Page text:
Way to go: Construction season calls for creative trip planning in Grand Forks
Construction season is in full swing, and the quick 5-mile jaunt to the store over the lunch hour isn't so quick anymore.
With construction projects on major Grand Forks roads planned through the summer drivers can expect longer trips or plan creative routes to their destinations.
"I always take the back roads to avoid it, but it's summertime in North Dakota," Bethany Thompson of Drayton, N.D., said. "People want good roads. You can't have it both ways. I put up with it and go around construction because I want nice roads."
Along DeMers Avenue, crews are at work on a $5.2 million roadway repair project spanning from Interstate 29 to just east of Washington Street. Work will be focused on the eastern half of DeMers for the next month as concrete repair shifts from inner to outer lanes. After that, concrete grinding begins at the west end of the project.
DeMers should be reopened to traffic as soon as early August, with work continuing on pedestrian ramps and traffic signals.
Orange barrels are likely to be a fixture on Kennedy Bridge for even longer, with the $20 million project unfolding through 2019. Repairs and improvements—from paint to a pedestrian walkway—have reduced traffic to one lane in each direction.
Construction also continues in two places along South Columbia Road. The more prominent portion is a roughly $615,000 project, paid for by the city, between 14th and 17th avenues south, where traffic is down to one lane in each direction with turn restrictions through the area. Construction on the intersection at 17th Avenue South is expected to begin in earnest in the next several weeks, closing the cross-street and temporarily halting turns off Columbia, but the area is expected to fully reopen to traffic by early August.
South Columbia Road between 40th and 47th avenues south is fully closed until mid-September in a $6.6 million project, with the intersection at 47th Avenue South set to be closed for 30 days between July 8 and Aug. 19. The city is paying for roughly $4 million of the project.
South Washington Street between Hammerling Avenue and 13th Avenue south will be reduced to one lane this week as construction crews will be working on the curb on the east side of the road. Weather permitting, the work is set to be complete by Friday.
Into the cone zone
The Herald sent four reporters on an experiment Monday to see just how long it takes to get across town. All were to leave downtown at exactly noon and take different routes to stores at 32nd Avenue South and 34th Street. It wasn't a race, but they each were asked to time the trip.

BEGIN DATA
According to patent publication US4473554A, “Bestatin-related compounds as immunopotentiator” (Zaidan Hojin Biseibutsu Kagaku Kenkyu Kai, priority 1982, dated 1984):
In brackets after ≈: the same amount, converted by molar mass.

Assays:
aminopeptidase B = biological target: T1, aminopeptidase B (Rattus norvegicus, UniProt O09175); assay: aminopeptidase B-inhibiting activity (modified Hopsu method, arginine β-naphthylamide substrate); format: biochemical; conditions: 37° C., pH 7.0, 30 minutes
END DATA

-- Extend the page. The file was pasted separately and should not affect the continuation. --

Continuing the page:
• Hopping on DeMers Avenue and going all the way to 42nd Street and then onto 32nd Avenue South
• Taking Fifth Street to Belmont Road and then 32nd Avenue South.
• Taking Fifth Street to Gateway Drive, then Interstate 29 to 32nd Avenue.
• Taking DeMers to Washington Street to 32nd Avenue.
The DeMers-42nd route took the longest amount of time. Normally a pretty straight shot, it came in at a whopping 18 minutes and 52 seconds.
The traffic backed up on DeMers immediately at the start of the construction zone even before hitting the lights on Washington Street. The $80 minimum fine persuaded the driver to stick to the 25 mph limit the entire stretch even though a large gap in front of her (and pileup behind her) indicated not everyone else was so inclined.
She had to slow for an ambulance entering off Columbia Road and again on 42nd to dodge a footlong piece of a sign post that must have fallen off a truck.
The long way around proved to be the fastest. Taking North Fifth Street to Gateway Drive, heading west the interstate and then south the 32nd Avenue took 11 minutes and 11 seconds.
The Herald hit nearly every traffic light on Gateway perfectly, but the interstate proved the fastest method to get around town.
Another route around construction, Fifth Street to Belmont Road and south to 32nd Avenue, was the second-speediest at 15 minutes and 21 seconds.
The trip along DeMers to Washington to 32nd Avenue was 17 minutes, 50 seconds, with delays at the intersection of DeMers and Washington. At what is usually the city's busiest intersection traffic backed up as lanes merged east of the traffic signals.
For the most part, the Herald's rudimentary survey found that drivers are coping well with the delays. South-end shoppers Monday said they were understanding of the necessary evil.
Jodee Hass said she works in the area, so she didn't experience any construction on the way. However, she did say "to get to and from the clinic area on Columbia is a pain."
She has adjusted this summer by leaving 10 minutes early to get her son to baseball on time at Apollo Park.
Even with the head start, she said "it's not as bad as it was last year. Goodness, last year was terrible. Honestly, DeMers is not that bad."
It's easy to find alternate routes, said Jordan Kuchera. He and his 4-year-old daughter, Qwynn, had no trouble getting from their home on 10th Avenue North to the Starbucks on Washington. Kuchera said they then backtracked to Cherry Street to get to 32nd.
"It took all but five minutes to get here," Kuchera said. "I'd rather take Belmont or Cherry if I can and stay away from Washington. It's a lot of lights, traffic and congestion there."
No one appeared to be all too crabby Monday. Kuchera had his coffee and Qwynn was happy with her new Hatchable Egg toy.